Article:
Fall, I hear, is fast approaching. I can envision the first few maple trees combusting along the bluffs that line Wisconsin’s stretch of the Mississippi where I grew up, briskness interweaving the evening bridge. The tangy scent of fermenting apples must drift, now, from the yard as early windfalls drop, sour and wrinkle so drunken bees buzz loops above them. Squashes and ciders, cool evenings and melty sun-bright morning snow—all these I imagine.
Fall, for every reason, is my favorite season—the weather, the food, the promise of school beginning, the beauty that precedes the dark cold of winter which will be warmed by holidays and hoodies.
There is no autumn in Colombia.
When I first arrived last October to teach English with the US Peace Corps, it felt simply like a reset. Rather than continuing into winter, I’d rewound to summer—an everlasting tropical, high-August of a summer. A summer where occasional breezes alleviate some of the sweat, where slow acclimatization has made the 117 “real-feel” temperatures survivable, if still somewhere between “torture” and “less-than-enjoyable.
Eleven months later, approaching the prospect of my second unfulfilled fall, I still feel (with not a small amount of wistfulness) as though I’m in a holding pattern—as though in time, autumn will have to arrive. This is how, my “seasoned” body is certain, the world works. It is not just a love of pumpkin spice and scarves that causes all this nostalgia: it is my very concept of time. Without seasons, years pass in a very different measuring.
In the stagnant heat of the coast, I’ve realized seasons mark not just time but renewals. When one season comes to a close, one can enter the next like a phoenix rising. Maybe some of this is the cascade of lifestyle changes—everything from habits to occasional activities must be considered anew. Take winter: in the US, icy sidewalks meant converting to ellipticals, dark morning hours spent shivering, clearing snow from frozen windshields; daylight and warmth fading at 4:00 pm which encouraged productive evening hours. To warm up, there were stews and hot chocolate, following the general rule that foods are best enjoyed when not colder (or hotter) than the average daily temperature (who drinks hot chocolate when it’s sweltering? I do now, though I still find it crazy!). Habits thus winterized, it was just a matter of time before spring changed those habits yet again.
In anticipation of weather change, each season represented a set amount of time to get something done—two months to paint the house, three to get out to the ski hill, one to plant the garden, five to enjoy the farmers market. With such a way to measure a year, there’s a feeling of tangible time passing, of division, and, most delicious of all, the anticipation of what’s to come.
Technically, there are “seasons” in Colombia. There’s a short “winter” from May-June, then a second “winter” from August-November. These are the periods of, ironically, the greatest heat, when humidity ratchets to unbelievable levels as drenching rains flood the country. In Barranquilla these storms paralyze the city; a lack of storm drains and a citywide slant means the rain causes, without fail, street-born arroyos—rapid-filled flashfloods that rise feet within minutes, and wash away buses and cars. In December comes the most dramatic weather change, when during the day the temperatures just pass 80 degrees, and a strong breeze sweeps humidity away. Folks here walk around in parkas. Watching them, I long that I too might feel cold, if only to experience some sense of weather-related transience.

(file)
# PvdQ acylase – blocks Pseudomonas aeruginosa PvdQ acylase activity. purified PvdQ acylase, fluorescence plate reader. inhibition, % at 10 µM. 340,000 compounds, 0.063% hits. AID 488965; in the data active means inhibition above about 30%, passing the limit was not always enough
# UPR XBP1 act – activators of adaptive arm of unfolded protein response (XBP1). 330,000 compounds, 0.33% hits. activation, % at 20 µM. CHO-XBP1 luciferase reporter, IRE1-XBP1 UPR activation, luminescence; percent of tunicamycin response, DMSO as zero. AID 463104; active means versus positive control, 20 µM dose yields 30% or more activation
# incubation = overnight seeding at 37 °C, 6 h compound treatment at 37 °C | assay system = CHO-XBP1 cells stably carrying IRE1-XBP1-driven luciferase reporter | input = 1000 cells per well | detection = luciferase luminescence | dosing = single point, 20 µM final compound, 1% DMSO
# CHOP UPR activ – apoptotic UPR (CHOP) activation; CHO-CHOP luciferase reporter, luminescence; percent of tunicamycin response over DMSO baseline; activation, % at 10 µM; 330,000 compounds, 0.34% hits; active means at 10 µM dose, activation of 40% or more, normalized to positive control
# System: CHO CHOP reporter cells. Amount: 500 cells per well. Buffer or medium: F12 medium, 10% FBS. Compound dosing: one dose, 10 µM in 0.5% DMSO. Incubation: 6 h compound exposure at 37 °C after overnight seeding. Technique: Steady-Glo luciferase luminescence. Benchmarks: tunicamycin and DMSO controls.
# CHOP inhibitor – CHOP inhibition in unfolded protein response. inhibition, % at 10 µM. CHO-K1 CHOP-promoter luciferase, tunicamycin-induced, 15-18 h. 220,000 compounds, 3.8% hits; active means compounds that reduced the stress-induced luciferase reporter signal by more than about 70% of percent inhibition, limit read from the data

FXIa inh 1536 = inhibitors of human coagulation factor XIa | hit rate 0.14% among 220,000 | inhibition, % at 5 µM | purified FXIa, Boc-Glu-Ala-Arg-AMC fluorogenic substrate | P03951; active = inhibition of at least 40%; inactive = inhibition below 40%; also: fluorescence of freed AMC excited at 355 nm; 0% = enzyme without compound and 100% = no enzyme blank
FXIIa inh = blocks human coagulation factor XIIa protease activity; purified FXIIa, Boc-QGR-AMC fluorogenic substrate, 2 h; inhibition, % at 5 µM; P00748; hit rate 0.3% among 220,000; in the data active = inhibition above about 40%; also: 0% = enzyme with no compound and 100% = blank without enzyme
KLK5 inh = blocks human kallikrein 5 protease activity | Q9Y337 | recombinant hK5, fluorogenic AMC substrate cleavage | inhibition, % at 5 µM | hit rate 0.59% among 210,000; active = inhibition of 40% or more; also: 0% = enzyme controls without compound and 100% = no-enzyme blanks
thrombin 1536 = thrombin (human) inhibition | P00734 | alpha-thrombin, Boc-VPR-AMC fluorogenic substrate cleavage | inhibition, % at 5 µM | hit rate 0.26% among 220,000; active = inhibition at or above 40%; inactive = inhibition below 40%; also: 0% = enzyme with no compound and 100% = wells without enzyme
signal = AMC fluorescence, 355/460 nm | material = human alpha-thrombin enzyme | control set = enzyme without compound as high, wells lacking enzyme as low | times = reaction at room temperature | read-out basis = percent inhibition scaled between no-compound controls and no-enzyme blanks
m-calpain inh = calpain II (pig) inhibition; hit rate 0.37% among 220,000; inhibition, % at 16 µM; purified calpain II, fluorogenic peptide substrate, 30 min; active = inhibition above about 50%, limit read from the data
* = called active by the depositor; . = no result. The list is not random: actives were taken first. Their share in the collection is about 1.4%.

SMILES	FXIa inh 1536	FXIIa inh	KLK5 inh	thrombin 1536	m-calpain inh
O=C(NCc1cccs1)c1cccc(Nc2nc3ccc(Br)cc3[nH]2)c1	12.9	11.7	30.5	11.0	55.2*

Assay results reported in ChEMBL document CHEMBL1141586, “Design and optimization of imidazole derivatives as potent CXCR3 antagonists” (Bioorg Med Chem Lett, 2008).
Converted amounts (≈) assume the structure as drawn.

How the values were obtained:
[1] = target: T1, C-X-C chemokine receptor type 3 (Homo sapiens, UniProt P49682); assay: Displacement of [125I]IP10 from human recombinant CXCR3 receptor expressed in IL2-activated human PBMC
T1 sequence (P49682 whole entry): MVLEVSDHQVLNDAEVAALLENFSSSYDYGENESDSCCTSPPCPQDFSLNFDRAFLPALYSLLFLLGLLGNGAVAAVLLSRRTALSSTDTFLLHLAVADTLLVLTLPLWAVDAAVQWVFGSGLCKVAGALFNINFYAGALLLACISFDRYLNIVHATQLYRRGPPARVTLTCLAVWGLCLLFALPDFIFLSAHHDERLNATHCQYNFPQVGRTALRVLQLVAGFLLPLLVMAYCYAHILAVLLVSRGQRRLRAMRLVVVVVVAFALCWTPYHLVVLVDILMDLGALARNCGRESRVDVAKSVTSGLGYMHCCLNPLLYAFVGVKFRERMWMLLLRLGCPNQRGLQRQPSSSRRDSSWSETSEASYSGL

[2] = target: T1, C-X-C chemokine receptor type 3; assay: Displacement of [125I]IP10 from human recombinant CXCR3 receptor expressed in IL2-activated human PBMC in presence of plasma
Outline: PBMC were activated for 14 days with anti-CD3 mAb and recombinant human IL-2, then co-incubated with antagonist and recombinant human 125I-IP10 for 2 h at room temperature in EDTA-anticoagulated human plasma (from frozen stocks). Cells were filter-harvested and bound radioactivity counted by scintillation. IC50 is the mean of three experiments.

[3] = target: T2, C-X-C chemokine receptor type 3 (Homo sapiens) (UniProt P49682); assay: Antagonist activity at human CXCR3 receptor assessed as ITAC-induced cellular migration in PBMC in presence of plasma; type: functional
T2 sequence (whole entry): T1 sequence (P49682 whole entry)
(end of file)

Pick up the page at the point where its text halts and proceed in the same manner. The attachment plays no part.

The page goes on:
There are, of course, different growing seasons. My students and I undertook a comparison of seasons in Colombia and the US, where they taught me of the incredible variety of fruits that grow throughout the year. We recently passed mango season, where half the city’s trees dropped hundreds of mangos along the streets daily (to be gathered by enterprising vendors and quickly resold). Before that came the tiny plums, and now green almond pods lie smashed along most street corners. The idea of the trees going dark, of fallen leaves and empty, arthritic tree branches strike my students as an inconceivable horror—though they thought it would be wonderful to touch snow.
As for what directly affects living habits, however, there is even a constancy of daylight! Close to the equator, we pass our days within an hour-long window of equal days and nights, the sun rising around six in the morning and setting at evening’s equivalent. We eat hot soup in a hundred degree heat and top it off with hot chocolate. Even as sweat rolls down my face to add salt to my broth, frantically re-hydrating to counter the food’s effects, I have to admire the cultural persistence: folks here like soup. It’s not as though there’s a season for which to wait. No nights to consider endless, no thought of savoring long days while you can. No anticipation; no tangible marker of time slipping away.
I don’t know whether it’s torture or enjoyment, as I pore over food blogs with my spare internet and view my remembered seasonal treats. I tell myself that there will come a day when I’ll miss the proliferation of fresh fruit, when, as my winter-frozen toes thaw in fireworks of pain, I will yearn for the sweaty kiln of my current everyday. But I hope I will never lose understanding the special sort of anticipation that living with seasons brings—that one must savor long outdoor summer days, because icy winter is coming soon. Meanwhile, lacking cool temperatures or flaming leaves, I’ve found orange bursts of ripened mangos the sweetest stand-in.